Believe it or not, I’m still sorting through all that old poetry. Lots of memories, and yes, a few pieces I have no memory of ever writing. Recognize the handwriting, but nothing else. Many of the poems take me back and I can actually remember where I was sitting while composing them, know what I was feeling, and even why I chose the words I used. Others are a complete mystery as to what I was trying to express and now, I may never know. But most of them hold bits of my story that I felt were noteworthy at the time.
Some of you have heard the story of my first difficult creative writing poetry instructor. He held me up for a lot of hassling inside his classroom. But, I was determined to learn how to do this thing, despite his need for a scapegoat. And I did learn a great deal. How to tighten a poem until it ‘sprang’ from the page. Metaphor, especially extended metaphor, something I was apparently good at without a lot of trouble. The biggest lesson, however, came long after I left his classroom with the intention of never writing poetry again. I learned what I would never do to another human being when I became the teacher. Perhaps the most important lesson of all.
However, during that semester, I could most often be found with a pen in hand, bent over a notebook, writing poetry. And that was not just on campus, I carried my notebook with me at all times. As I have been rifling through all of those notebooks and old folders, I have come across most of those first attempts. But, there is a big hole in that pile of papers.
You see, during that same semester (about half way through), my father died from pancreatic cancer. He had always been my strongest emotional support. My marriage was shaky at best, I had filed for a separation, but had put that on hold when my husband went into rehab and joined AA. I figured that I needed to honor the over sixteen years already invested and at least give it a second chance.
Writing had become my means of getting through all of it. When my mother called to say that Dad had lost most of his motor nerve control, and she needed help, I immediately did several things. I called my best friend who promptly offered me a car to drive while I was gone (her hubby had a huge automotive service). Then I called all of my current teachers at school and told them why I would be gone and didn’t know for how long of a period. Then packed, including my notebooks and pens, and drove the 150 miles to help out.
I was elected to be my father’s main nurse, and had to learn how to give him insulin shots. A few years before, I had taken a course in Hospice training because I understood that this day would come and I wanted to be as prepared as I possibly could be. It goes without saying that nothing prepares you for that reality. My father passed away a few days later and I stayed to help through the funeral and with some of the legalities that Mom had to face. Two weeks later, I went back to school. My first class was creative writing poetry with my nemesis and I was carrying a notebook with about a dozen new poems in it.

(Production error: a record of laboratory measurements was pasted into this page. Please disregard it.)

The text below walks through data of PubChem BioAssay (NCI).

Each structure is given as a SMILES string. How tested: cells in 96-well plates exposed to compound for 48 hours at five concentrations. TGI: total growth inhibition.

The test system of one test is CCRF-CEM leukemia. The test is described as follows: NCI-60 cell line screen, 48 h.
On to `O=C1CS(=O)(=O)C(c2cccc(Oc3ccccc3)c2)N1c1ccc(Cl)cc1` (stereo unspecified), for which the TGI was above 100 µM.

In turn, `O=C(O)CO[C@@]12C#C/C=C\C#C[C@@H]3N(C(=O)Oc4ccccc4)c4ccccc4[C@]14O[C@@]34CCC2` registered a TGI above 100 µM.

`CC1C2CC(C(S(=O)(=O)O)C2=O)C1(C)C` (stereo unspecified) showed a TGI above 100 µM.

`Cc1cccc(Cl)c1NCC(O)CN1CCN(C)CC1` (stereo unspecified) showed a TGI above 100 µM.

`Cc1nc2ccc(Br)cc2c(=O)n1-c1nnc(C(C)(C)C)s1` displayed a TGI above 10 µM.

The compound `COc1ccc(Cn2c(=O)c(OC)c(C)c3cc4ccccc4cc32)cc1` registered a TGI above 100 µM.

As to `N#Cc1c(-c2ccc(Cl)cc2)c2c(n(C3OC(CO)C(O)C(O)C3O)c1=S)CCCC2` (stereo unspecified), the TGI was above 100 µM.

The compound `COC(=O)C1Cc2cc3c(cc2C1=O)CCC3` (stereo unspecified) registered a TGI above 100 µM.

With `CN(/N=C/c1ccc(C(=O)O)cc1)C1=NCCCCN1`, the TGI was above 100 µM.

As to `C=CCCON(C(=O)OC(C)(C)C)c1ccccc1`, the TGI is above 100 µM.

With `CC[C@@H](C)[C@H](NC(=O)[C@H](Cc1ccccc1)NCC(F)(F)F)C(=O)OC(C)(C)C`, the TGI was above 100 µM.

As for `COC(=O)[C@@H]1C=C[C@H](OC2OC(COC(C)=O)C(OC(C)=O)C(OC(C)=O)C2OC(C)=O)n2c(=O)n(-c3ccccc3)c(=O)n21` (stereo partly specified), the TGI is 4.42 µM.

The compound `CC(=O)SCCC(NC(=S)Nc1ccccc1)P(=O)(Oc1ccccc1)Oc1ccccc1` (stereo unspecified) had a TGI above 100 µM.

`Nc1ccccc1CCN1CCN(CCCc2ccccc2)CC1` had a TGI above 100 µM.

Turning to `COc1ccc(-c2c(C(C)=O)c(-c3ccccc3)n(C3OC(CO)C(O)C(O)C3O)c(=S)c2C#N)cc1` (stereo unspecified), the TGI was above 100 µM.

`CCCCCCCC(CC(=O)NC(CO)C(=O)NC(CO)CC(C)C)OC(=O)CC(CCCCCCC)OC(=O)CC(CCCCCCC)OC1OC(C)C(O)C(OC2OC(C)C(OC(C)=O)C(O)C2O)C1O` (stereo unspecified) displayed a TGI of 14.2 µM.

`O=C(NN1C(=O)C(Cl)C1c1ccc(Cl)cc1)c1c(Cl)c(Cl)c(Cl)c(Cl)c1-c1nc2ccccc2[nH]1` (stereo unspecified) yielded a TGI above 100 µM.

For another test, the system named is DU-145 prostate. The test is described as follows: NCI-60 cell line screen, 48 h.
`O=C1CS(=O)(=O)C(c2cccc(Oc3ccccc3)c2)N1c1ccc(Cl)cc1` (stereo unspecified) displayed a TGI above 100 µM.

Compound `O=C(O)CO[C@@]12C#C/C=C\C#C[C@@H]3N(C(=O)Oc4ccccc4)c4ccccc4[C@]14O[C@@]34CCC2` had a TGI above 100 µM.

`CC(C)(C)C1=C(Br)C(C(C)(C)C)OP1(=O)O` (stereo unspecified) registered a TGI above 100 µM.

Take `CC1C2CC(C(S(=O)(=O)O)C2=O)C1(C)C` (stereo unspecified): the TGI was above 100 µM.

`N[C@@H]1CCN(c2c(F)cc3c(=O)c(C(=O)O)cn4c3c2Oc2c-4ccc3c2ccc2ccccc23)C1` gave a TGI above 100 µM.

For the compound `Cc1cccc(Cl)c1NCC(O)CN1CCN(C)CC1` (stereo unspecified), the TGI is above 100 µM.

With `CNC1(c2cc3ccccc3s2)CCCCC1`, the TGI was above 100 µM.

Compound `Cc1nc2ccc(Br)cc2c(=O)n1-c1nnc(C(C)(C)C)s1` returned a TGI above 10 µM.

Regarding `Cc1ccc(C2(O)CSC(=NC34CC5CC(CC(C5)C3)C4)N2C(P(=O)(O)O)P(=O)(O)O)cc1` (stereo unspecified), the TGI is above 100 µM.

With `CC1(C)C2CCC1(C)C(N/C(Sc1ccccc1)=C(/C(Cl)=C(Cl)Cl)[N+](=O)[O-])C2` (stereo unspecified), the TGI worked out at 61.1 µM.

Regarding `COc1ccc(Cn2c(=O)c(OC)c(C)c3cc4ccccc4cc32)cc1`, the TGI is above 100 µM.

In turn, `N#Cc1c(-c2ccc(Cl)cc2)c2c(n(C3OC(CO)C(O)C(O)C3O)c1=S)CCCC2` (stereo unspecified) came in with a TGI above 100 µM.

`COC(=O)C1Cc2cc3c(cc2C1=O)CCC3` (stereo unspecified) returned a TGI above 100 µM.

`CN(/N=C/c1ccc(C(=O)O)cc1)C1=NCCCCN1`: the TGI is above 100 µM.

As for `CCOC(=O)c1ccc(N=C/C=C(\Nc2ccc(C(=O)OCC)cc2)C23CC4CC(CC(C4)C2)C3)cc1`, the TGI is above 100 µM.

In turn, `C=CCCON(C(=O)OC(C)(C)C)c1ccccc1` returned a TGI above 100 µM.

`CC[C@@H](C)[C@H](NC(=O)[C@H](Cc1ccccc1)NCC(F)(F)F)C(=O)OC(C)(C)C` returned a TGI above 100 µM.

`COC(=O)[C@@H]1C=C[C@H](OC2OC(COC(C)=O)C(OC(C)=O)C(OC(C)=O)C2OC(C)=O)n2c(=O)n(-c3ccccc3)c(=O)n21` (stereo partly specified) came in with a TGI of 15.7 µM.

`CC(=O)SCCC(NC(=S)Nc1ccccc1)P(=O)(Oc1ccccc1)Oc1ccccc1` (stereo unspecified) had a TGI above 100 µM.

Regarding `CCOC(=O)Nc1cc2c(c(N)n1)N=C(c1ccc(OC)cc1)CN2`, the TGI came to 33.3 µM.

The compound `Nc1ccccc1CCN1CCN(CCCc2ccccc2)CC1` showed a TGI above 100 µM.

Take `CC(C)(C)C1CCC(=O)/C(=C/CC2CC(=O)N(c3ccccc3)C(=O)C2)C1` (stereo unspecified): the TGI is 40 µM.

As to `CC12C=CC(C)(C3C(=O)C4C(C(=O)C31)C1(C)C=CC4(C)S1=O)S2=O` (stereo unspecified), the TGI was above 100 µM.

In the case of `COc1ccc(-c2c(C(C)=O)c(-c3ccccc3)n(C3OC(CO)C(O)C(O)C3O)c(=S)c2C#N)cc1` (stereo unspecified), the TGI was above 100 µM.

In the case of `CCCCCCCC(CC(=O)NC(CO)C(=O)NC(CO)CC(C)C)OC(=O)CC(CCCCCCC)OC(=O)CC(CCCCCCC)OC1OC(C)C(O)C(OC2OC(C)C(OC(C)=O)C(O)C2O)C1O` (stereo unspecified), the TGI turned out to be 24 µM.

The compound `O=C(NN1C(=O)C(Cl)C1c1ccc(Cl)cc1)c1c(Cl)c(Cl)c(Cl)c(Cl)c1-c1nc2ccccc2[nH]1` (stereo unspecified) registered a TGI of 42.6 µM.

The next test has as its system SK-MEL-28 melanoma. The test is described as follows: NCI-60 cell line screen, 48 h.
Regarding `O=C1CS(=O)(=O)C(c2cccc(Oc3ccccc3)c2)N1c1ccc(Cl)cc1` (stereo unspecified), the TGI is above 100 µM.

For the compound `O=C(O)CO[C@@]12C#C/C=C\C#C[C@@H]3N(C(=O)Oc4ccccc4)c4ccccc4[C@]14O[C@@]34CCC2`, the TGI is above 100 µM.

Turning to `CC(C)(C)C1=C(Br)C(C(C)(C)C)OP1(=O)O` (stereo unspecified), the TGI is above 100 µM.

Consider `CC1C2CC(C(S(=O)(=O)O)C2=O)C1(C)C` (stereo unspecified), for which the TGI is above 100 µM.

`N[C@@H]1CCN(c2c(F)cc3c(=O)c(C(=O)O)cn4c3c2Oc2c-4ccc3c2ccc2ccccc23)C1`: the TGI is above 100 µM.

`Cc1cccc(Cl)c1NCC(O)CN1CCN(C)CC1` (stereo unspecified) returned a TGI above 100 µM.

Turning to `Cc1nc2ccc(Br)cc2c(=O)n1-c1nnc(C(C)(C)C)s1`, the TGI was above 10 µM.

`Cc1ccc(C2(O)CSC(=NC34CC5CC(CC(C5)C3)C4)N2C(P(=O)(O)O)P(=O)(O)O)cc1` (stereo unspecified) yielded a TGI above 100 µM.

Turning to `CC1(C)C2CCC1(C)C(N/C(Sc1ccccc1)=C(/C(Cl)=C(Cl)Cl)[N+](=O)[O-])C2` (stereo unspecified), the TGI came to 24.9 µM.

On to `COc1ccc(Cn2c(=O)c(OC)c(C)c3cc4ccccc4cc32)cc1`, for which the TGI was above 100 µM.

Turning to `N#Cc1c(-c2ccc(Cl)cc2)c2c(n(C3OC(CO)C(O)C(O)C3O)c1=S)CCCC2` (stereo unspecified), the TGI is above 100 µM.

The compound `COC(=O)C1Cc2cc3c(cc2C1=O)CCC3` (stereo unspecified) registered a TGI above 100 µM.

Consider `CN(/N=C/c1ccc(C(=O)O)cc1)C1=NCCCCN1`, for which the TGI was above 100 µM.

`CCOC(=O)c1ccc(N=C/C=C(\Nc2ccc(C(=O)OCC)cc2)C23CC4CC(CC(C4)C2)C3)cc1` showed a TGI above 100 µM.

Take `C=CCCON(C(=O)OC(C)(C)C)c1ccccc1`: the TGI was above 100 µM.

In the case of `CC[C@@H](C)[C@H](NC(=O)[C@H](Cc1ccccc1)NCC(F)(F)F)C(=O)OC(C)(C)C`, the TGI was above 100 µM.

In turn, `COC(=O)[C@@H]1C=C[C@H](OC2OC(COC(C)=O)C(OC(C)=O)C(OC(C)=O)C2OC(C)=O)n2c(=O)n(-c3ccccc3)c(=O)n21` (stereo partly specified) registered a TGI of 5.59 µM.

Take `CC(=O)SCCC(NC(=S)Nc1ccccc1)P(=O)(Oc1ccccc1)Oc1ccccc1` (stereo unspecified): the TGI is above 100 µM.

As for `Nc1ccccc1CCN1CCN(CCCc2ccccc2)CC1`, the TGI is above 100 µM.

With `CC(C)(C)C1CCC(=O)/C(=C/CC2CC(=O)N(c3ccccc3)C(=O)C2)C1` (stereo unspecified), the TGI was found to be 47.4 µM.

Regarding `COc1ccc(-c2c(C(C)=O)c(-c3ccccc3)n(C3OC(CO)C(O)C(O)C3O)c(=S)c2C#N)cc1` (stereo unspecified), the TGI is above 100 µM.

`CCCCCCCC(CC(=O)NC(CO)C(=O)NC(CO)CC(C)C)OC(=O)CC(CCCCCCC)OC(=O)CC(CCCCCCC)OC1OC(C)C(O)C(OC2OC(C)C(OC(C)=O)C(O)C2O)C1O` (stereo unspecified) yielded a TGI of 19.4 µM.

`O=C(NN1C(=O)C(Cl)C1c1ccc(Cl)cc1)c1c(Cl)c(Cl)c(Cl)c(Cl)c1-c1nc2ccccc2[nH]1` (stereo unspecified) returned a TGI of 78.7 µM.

We were to have a guest poet (another English professor) that morning. But, before introducing his guest, my instructor stood up and gave us a personal lecture about what happens when you lose someone close to you. He and all my fellow students knew exactly where I had been. He explained in great detail, that because we had the inner drive to write, such an experience would fuel our pens. Then he became adamant, telling us that because grief was an emotional thing, what we would write during that time would be nothing but sentimental tripe that no one would or should be expected to read. And God forbid that any of us would even consider turning in any such garbage for assignments in his classroom. He went on and on, and I shrank into my desk with every word, knowing this was all directed at me personally.
I stayed in my seat for only one, make that two reasons. I refused to let him know he had definitely scored a bull’s eye, and the young man (a particular friend) who sat in the desk in front of me. About half way through this uncalled for harangue, my young friend turned completely around, grabbed my clenched fists in both of his hands and clearly said, “Some people have a need to be assholes, know that this too shall pass.”
At the end of the semester, I decided on, and promised myself two things. I would never write poetry again, nor would I ever enter a small space with that man even if my life depended on it. The first promise was kept for a year, until I messed up a mid-term in one of my History classes (my major at the time), and my Professor insisted that I could make it up by writing a twenty page paper on a subject of my choice, but it had to include a poem about that subject. When told that I no longer wrote poetry, he simply said, “If you want a decent grade you will.” I did. And finally realized my life wasn’t life without poetry.